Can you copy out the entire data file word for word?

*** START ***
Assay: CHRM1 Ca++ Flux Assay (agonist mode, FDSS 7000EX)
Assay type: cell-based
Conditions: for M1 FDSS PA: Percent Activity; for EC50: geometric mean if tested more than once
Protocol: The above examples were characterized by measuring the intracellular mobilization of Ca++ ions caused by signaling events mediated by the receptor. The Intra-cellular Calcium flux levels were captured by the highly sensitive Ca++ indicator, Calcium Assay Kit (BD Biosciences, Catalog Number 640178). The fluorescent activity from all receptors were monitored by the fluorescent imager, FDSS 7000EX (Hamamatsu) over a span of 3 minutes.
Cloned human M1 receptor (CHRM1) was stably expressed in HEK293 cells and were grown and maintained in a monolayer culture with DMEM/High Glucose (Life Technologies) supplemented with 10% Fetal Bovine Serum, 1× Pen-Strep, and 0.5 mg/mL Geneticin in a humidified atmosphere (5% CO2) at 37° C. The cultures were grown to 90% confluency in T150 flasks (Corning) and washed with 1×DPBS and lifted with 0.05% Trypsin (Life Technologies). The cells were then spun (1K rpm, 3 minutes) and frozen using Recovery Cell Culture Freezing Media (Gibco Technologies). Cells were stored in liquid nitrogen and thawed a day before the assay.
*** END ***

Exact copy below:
Assay: CHRM1 Ca++ Flux Assay (agonist mode, FDSS 7000EX)
Assay type: cell-based
Conditions: for M1 FDSS PA: Percent Activity; for EC50: geometric mean if tested more than once
Protocol: The above examples were characterized by measuring the intracellular mobilization of Ca++ ions caused by signaling events mediated by the receptor. The Intra-cellular Calcium flux levels were captured by the highly sensitive Ca++ indicator, Calcium Assay Kit (BD Biosciences, Catalog Number 640178). The fluorescent activity from all receptors were monitored by the fluorescent imager, FDSS 7000EX (Hamamatsu) over a span of 3 minutes.
Cloned human M1 receptor (CHRM1) was stably expressed in HEK293 cells and were grown and maintained in a monolayer culture with DMEM/High Glucose (Life Technologies) supplemented with 10% Fetal Bovine Serum, 1× Pen-Strep, and 0.5 mg/mL Geneticin in a humidified atmosphere (5% CO2) at 37° C. The cultures were grown to 90% confluency in T150 flasks (Corning) and washed with 1×DPBS and lifted with 0.05% Trypsin (Life Technologies). The cells were then spun (1K rpm, 3 minutes) and frozen using Recovery Cell Culture Freezing Media (Gibco Technologies). Cells were stored in liquid nitrogen and thawed a day before the assay.